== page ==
August 12th, 2006

Lamont Campaign Reaches Out to Journalist Snubbed By Lieberman

Maybe Iraq wasn't the only reason Sen. Joe Lieberman went down in flames during Tuesday's Democratic Primary in Connecticut, losing to political neophyte Ned Lamont (left).

While Lieberman's support of the George Bush's failed Iraq policy was the most compelling reason why Connecticut voters turned on the three-term incumbent, perhaps there were some underlying reasons as well - such as a lack of responsiveness.

As noted by GamePolitics in June, San Jose Mercury-News columnist Mike Antonucci expressed deep frustration with both Lieberman and Sen. Hillary Clinton (D-NY).

Neither senator responded to Nooch's repeated requests for comment on their video game politicking. Clinton and Lieberman, of course, are co-sponsors of the Family Entertainment Protection Act (FEPA), along with Sen. Evan Bayh (D-IN).

Blogging yesterday, Antonucci remarked that he had reached out to Lamont following Tuesday's Connecticut primary, seeking the would-be senator's position on First Amendment issues and how they relate to video games and other forms of media.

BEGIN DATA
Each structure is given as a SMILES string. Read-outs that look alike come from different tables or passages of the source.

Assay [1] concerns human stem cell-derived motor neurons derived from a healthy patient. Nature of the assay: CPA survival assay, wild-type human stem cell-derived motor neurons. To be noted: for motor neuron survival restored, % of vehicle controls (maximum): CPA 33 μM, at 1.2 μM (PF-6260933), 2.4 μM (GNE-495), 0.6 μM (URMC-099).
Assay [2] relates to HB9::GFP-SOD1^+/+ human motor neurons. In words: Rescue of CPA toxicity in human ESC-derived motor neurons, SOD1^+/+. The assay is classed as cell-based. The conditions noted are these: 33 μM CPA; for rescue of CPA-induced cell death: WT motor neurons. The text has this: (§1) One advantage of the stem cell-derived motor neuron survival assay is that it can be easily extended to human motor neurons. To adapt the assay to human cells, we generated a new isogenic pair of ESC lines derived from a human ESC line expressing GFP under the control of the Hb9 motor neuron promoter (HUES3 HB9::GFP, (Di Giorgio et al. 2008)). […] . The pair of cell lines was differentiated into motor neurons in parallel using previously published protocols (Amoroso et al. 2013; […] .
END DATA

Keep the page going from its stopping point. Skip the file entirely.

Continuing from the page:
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Spurned by E3, Small GameCo's Look to CES Organizer

In the wake of E3's untimely demise, perhaps game journalists will have someplace to go next May, after all.

A press release received by GamePolitics from the Consumer Electronics Association indicates that CEA, which operates the annual International Consumer Electronics Show (CES), has already begun to "solicit gaming industry feedback and explore the viability of a West Coast event in late spring 2007 focused on the gaming and entertainment marketplace."

CES is not without history in gaming circles. Until E3 was created in 1994, CES was the largest gaming show in the United States. CEA notes with pride that the Xbox and PlayStation consoles were "launched or previewed" at CES.
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